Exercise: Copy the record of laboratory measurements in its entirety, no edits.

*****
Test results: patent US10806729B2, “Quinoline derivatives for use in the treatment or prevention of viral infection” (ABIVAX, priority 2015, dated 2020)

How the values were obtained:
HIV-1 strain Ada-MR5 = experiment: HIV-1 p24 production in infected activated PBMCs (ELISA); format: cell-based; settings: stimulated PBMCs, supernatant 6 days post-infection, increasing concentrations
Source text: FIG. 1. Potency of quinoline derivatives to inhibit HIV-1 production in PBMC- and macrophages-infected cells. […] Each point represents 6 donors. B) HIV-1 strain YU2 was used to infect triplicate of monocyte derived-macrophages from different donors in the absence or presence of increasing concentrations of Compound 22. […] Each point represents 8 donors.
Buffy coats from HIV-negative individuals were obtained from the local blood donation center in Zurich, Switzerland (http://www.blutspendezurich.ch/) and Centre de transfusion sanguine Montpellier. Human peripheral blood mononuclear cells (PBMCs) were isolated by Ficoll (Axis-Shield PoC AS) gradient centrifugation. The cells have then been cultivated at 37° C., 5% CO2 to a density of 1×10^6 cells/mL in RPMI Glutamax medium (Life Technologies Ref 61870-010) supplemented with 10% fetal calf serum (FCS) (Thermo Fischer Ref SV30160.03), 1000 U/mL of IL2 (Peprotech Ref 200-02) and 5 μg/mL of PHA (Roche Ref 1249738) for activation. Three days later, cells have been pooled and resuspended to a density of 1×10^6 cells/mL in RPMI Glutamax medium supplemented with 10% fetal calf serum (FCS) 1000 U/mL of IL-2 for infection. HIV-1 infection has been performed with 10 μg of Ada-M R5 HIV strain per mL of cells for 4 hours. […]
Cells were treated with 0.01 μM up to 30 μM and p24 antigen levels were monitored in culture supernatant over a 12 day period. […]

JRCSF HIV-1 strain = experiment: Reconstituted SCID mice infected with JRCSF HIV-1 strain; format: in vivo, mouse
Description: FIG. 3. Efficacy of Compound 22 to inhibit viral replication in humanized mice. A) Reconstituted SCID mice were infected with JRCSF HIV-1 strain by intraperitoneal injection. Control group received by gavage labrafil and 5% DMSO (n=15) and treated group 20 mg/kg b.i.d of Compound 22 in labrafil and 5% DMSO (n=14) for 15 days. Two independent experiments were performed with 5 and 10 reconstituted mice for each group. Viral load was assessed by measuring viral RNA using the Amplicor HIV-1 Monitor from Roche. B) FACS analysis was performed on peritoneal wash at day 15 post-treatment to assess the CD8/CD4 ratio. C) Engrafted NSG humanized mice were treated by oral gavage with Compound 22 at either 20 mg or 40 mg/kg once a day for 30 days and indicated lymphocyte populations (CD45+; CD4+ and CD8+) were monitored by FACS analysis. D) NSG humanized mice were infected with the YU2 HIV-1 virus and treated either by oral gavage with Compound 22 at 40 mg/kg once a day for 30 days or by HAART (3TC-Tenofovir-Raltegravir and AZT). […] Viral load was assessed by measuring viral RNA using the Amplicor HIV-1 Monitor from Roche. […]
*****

Test results: patent US10806729B2, “Quinoline derivatives for use in the treatment or prevention of viral infection” (ABIVAX, priority 2015, dated 2020)

How the values were obtained:
HIV-1 strain Ada-MR5 = experiment: HIV-1 p24 production in infected activated PBMCs (ELISA); format: cell-based; settings: stimulated PBMCs, supernatant 6 days post-infection, increasing concentrations
Source text: FIG. 1. Potency of quinoline derivatives to inhibit HIV-1 production in PBMC- and macrophages-infected cells. […] Each point represents 6 donors. B) HIV-1 strain YU2 was used to infect triplicate of monocyte derived-macrophages from different donors in the absence or presence of increasing concentrations of Compound 22. […] Each point represents 8 donors.
Buffy coats from HIV-negative individuals were obtained from the local blood donation center in Zurich, Switzerland (http://www.blutspendezurich.ch/) and Centre de transfusion sanguine Montpellier. Human peripheral blood mononuclear cells (PBMCs) were isolated by Ficoll (Axis-Shield PoC AS) gradient centrifugation. The cells have then been cultivated at 37° C., 5% CO2 to a density of 1×10^6 cells/mL in RPMI Glutamax medium (Life Technologies Ref 61870-010) supplemented with 10% fetal calf serum (FCS) (Thermo Fischer Ref SV30160.03), 1000 U/mL of IL2 (Peprotech Ref 200-02) and 5 μg/mL of PHA (Roche Ref 1249738) for activation. Three days later, cells have been pooled and resuspended to a density of 1×10^6 cells/mL in RPMI Glutamax medium supplemented with 10% fetal calf serum (FCS) 1000 U/mL of IL-2 for infection. HIV-1 infection has been performed with 10 μg of Ada-M R5 HIV strain per mL of cells for 4 hours. […]
Cells were treated with 0.01 μM up to 30 μM and p24 antigen levels were monitored in culture supernatant over a 12 day period. […]

JRCSF HIV-1 strain = experiment: Reconstituted SCID mice infected with JRCSF HIV-1 strain; format: in vivo, mouse
Description: FIG. 3. Efficacy of Compound 22 to inhibit viral replication in humanized mice. A) Reconstituted SCID mice were infected with JRCSF HIV-1 strain by intraperitoneal injection. Control group received by gavage labrafil and 5% DMSO (n=15) and treated group 20 mg/kg b.i.d of Compound 22 in labrafil and 5% DMSO (n=14) for 15 days. Two independent experiments were performed with 5 and 10 reconstituted mice for each group. Viral load was assessed by measuring viral RNA using the Amplicor HIV-1 Monitor from Roche. B) FACS analysis was performed on peritoneal wash at day 15 post-treatment to assess the CD8/CD4 ratio. C) Engrafted NSG humanized mice were treated by oral gavage with Compound 22 at either 20 mg or 40 mg/kg once a day for 30 days and indicated lymphocyte populations (CD45+; CD4+ and CD8+) were monitored by FACS analysis. D) NSG humanized mice were infected with the YU2 HIV-1 virus and treated either by oral gavage with Compound 22 at 40 mg/kg once a day for 30 days or by HAART (3TC-Tenofovir-Raltegravir and AZT). […] Viral load was assessed by measuring viral RNA using the Amplicor HIV-1 Monitor from Roche. […]